I suppose we'll call the new designation "Coo-eee." An improvement over SBU, which doesn't make for a pronounceable acronym, but still not as agreeable as the term the State Department used before SBU came along, which was LOU ("Lou") for Limited Official Use. To my personal knowledge, at least one security violation was given out for a note addressed to someone named Lou and found on a desk after hours by a Marine Security Guard.

Tuesday, December 15, 2009

Visa Fraud Ring Broken

International Personnel Resources is - or was, until yesterday - a Philadelphia area body shop that supplied Mexican workers to landscapers, builders and golf courses in the Mid-Atlantic area. Today, the owner of IPR and three of his company officers are charged with conspiracy to commit visa fraud and related crimes, including the filing of more than 1,600 fraudulent documents to the government between 2003 and 2008.

The four co-defendants face prison time and fines, and the Feds are also seeking forfeiture of illegal gains in the amount of $1 million. None of IPR's client companies have been charged.

Read the details in the U.S. Department of Justice press release. It refers to a "criminal information filing," which usually means a plea deal has been reached between prosecutors and defendants.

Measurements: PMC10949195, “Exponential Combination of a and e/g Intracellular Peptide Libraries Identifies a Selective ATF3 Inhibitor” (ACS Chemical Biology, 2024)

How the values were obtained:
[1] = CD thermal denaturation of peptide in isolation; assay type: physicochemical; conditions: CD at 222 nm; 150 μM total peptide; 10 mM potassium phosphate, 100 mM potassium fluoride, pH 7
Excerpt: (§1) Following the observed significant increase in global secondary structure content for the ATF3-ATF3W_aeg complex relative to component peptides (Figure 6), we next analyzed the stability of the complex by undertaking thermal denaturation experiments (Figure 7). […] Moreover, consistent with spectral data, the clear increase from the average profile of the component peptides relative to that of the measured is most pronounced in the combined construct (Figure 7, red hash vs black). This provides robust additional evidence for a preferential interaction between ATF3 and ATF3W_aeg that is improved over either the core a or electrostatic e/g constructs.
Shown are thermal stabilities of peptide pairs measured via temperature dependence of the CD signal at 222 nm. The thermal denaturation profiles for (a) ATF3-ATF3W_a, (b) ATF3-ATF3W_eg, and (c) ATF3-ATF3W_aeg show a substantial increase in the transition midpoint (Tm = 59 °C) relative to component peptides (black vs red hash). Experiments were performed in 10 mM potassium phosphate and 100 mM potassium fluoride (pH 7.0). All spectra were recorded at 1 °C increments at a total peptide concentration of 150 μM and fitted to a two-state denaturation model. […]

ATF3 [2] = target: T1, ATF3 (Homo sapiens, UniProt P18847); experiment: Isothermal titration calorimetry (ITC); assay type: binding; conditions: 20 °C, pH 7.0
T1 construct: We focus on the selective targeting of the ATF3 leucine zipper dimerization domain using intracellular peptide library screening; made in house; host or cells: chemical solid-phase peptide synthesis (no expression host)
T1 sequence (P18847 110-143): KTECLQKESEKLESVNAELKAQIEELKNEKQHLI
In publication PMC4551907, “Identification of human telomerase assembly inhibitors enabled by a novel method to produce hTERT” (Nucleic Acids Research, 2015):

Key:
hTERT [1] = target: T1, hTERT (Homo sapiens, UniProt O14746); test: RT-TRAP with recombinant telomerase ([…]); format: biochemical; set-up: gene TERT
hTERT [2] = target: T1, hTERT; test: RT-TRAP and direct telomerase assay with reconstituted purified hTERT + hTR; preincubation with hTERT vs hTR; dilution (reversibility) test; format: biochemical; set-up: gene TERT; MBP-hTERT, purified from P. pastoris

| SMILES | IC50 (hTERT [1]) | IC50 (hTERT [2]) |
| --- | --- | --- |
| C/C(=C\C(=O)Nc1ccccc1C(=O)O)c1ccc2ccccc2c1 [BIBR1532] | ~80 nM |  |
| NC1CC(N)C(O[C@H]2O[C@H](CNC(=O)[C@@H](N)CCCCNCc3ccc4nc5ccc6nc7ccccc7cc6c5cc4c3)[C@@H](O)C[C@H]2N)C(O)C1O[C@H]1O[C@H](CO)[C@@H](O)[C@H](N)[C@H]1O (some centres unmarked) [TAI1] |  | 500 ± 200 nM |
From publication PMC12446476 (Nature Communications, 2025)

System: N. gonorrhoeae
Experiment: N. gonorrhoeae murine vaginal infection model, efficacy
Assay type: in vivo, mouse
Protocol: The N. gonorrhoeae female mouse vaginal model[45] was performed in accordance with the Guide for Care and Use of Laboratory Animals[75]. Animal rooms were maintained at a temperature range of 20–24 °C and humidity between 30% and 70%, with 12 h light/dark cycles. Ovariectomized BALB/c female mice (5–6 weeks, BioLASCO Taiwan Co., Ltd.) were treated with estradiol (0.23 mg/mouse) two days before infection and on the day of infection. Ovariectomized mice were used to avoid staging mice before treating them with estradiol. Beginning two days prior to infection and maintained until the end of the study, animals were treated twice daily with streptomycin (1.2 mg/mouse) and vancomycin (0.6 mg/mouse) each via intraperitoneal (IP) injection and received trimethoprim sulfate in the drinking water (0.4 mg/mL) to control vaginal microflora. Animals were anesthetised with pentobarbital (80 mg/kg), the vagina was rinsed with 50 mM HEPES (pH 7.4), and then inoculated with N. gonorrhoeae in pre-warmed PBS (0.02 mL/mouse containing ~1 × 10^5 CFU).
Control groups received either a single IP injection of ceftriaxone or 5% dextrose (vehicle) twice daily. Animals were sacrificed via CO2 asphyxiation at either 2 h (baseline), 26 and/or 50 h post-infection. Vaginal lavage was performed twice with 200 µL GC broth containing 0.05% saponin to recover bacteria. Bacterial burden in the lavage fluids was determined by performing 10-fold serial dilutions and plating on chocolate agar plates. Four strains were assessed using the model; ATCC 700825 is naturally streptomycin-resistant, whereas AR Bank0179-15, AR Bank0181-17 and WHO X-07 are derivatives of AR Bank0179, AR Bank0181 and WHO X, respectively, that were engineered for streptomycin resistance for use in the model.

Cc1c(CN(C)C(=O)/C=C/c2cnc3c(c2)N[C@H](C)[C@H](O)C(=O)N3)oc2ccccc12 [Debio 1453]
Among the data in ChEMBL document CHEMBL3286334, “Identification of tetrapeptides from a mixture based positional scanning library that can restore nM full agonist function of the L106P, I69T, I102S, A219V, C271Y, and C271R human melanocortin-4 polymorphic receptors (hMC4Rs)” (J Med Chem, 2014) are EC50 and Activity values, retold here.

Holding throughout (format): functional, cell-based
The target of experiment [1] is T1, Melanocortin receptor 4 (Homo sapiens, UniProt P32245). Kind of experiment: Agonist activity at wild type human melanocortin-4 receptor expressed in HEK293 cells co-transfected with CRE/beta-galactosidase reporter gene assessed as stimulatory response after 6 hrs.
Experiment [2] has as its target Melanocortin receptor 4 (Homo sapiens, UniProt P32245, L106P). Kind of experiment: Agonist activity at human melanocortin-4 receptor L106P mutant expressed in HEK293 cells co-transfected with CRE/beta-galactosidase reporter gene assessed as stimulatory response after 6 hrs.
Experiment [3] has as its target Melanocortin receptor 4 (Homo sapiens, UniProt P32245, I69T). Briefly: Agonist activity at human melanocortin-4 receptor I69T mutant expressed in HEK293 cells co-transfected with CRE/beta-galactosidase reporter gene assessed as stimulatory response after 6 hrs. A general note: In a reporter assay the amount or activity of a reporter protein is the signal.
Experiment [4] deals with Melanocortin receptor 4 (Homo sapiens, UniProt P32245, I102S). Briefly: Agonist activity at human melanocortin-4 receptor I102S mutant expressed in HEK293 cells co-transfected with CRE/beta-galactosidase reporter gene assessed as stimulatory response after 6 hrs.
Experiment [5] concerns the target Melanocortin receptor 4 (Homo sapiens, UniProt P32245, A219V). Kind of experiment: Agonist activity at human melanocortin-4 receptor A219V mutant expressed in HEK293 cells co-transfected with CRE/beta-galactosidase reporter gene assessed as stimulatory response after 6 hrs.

Monday, December 14, 2009

Federal Employees and Retirees Owe $3 Billion in Unpaid Taxes

It's that time of year again, the time when the U.S. Internal Revenue Service (IRS) reports on the tax delinquencies of federal employees. This year, my fellow feds owe a total of $3,042,200,000.

The agency-by-agency breakdown shows that most cabinet agency employees are reasonably law-abiding, but that only the Department of Treasury has a delinquency rate below 1 percent.

On the other end of the scale, the highest delinquency rates belong to two small specialized agencies. The National Capital Planning Commission has the highest rate of tax scofflaws, at 10.42 percent, and the Advisory Council on Historic Preservation was next highest, at 9.26 percent. Both agencies are staffed with architects, urban planners, and historic preservationists; is there some kind of theme there?